The American Civil Liberties Union and 11 parents of students kicked off a court battle Monday to prevent "intelligent design " from being taught in a high school in Pennsylvania.
The showdown in Dover, Penn., marks the first legal test of intelligent design, the doctrine saying Charles Darwin's theory of Natural Selection doesn't adequately explain the origin of human existence, and that the intricacy and complexity of life can only be explained as the blueprint of an intelligent force.
Opponents, however, say intelligent design is simply creationism in disguise.
"Teaching students about religion's role in world history and culture is proper, but disguising a particular religious belief as science is not, " said ACLU of Pennsylvania Legal Director Witold Walczak, according to a statement. "Intelligent design is a Trojan Horse for bringing religious creationism back into public school science classes. "
An international audience is watching the trial, expected to last about six weeks.
The legal battle over teaching the origin of human existence goes back to the landmark 1925 Scopes-Monkey Trial, in which substitute biology teacher John Scopes was tried for violating the Butler Act, a Tennessee statute that prohibited the teaching of evolution in universities and public schools.
President George W. Bush, and according to some polls, most Americans, are in favor of teaching students both evolution and intelligent design.
At CSU, some students interviewed Monday indicated they didn't see a problem teaching intelligent design alongside evolution.
"I don't really have a problem with it," said Kellen Woods, junior psychology major. "If there's going to be evolution, why not (intelligent design)?"
Freshman Anica Wong had similar thoughts.
"If you're going to teach one, you should teach both," she said.
Biology professors, however, disagreed.
"In the first case, evolution is a well-established scientific theory that explains natural phenomena whereas intelligent design is an untestable idea with no scientific evidence to support it," said Professor Daniel Bush. "Intelligent design is essentially a belief system. Does ID have any place in an education system? Sure, but only in the context of discussions of philosophy, culture or religion. It would never be part of a science curriculum because it is simply not based on science."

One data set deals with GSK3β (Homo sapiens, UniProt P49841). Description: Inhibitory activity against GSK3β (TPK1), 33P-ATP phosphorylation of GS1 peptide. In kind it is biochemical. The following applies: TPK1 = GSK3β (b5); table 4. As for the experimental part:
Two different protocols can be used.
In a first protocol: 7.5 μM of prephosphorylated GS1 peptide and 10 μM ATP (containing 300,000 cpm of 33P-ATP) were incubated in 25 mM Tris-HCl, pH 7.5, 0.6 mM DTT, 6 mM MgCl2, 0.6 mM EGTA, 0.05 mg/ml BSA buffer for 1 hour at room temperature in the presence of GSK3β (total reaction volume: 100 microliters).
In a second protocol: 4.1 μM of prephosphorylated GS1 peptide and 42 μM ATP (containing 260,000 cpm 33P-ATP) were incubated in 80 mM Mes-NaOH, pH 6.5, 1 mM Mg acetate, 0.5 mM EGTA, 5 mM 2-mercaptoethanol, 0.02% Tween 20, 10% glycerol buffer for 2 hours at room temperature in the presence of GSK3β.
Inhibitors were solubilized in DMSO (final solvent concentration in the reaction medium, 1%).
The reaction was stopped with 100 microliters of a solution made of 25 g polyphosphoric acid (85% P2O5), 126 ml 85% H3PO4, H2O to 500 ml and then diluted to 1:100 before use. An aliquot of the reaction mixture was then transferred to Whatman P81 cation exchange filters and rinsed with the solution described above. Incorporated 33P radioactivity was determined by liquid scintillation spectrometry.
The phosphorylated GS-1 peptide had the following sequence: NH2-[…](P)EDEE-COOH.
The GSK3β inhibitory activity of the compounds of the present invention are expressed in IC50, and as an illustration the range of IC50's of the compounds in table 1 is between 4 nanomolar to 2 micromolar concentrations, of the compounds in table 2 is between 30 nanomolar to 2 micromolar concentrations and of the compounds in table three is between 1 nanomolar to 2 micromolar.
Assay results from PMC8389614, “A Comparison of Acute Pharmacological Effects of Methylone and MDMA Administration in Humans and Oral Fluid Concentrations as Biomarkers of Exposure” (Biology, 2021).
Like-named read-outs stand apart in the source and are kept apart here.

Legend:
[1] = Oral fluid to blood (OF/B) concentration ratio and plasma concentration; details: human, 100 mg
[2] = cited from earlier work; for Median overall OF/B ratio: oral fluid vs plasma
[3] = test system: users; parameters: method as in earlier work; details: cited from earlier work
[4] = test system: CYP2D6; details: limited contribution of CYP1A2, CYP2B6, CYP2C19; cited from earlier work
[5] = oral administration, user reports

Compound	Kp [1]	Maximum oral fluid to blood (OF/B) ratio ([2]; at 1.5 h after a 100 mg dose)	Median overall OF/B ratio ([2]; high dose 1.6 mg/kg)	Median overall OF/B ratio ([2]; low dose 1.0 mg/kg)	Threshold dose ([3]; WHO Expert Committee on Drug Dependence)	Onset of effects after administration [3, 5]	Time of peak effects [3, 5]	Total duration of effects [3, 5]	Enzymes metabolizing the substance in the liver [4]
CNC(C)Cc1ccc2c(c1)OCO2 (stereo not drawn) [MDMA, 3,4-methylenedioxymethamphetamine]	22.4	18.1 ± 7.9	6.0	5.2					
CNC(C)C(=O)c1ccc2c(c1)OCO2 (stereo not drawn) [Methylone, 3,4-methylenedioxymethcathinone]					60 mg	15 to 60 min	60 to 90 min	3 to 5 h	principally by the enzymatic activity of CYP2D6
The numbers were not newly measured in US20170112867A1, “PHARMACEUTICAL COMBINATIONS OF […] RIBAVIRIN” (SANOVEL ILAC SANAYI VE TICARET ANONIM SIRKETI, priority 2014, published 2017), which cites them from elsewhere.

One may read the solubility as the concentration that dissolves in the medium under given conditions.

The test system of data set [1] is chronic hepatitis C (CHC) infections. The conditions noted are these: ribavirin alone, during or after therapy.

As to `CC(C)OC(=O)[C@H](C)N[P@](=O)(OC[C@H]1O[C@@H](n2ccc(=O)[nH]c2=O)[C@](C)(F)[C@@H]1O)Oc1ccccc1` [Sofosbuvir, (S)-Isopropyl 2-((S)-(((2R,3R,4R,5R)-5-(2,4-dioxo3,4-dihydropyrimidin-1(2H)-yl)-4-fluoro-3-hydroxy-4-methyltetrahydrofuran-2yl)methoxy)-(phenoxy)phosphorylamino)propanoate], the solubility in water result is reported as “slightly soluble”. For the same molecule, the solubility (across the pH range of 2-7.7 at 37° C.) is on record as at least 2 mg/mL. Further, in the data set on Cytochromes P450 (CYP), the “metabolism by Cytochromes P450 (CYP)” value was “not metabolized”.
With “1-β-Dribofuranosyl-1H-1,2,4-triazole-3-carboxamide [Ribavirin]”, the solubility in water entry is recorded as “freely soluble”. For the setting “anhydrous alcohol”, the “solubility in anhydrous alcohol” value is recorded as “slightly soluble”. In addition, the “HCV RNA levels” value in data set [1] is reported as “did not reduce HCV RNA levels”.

Political science major Adam Ball said evolution is just a theory and it should be presented as such.
"It has many problems," he said. "There are some things in nature that can't evolve, and DNA is one of them."
Professor Mike Antolin disagreed, saying DNA is what makes possible evolution.
"The theory of evolution is a scientific theory in the same way that gravity, the periodic table of the elements, and the heliocentric universe are theories," said Professor Mike Antolin. "Second, intelligent design is not a scientific theory. It is a religious philosophy that dates back centuries and has been resurrected recently by a think tank in Seattle called the 'Discovery Institute.'"
Ball also took shots at the ACLU.
"They're not an unbiased organization, " he said. "They're anti-Christian."
Not true, says Cathryn Hazouri, ACLU of Colorado executive director.
"A lot of people have a false impression about what the ACLU is, " she said, "We are not anti-Christian. "
Hazouri said that to her, the issue isn't necessarily one of keeping a separation between church and state, but rather the absurdity of teaching intelligent design as a viable theory.
"I think it would be silly to teach something that isn't science, " she said. "We might as well teach that the Earth is flat. "
Most scientists agree that intelligent design is not a scientific theory, which they say is a theory that can be scientifically tested. There's no practical way to test intelligent design, they say.
"Only one article supporting (intelligent design) has ever been published in a peer-reviewed journal – 'The Proceedings of the Biological Society of Washington,' " states the ACLU. "And it was later disavowed by the society's governing council. The writer was a philosopher of science, not a practicing scientist, and the article reported no original data. "
According to the ACLU Web site, intelligent design "is the most recent incarnation of the evolving strategy that began with creationism and creation science. "
The lawsuit resulted from the Dover school board's 6-3 vote last October to require ninth-grade biology students to hear a statement saying a controversy exists over evolution and that intelligent design is a competing theory.
School board members have reportedly been advised by their lawyer not to speak with the media.
The Thomas More Law Center, the legal firm representing the Dover school district, did not return phone calls before press time Monday.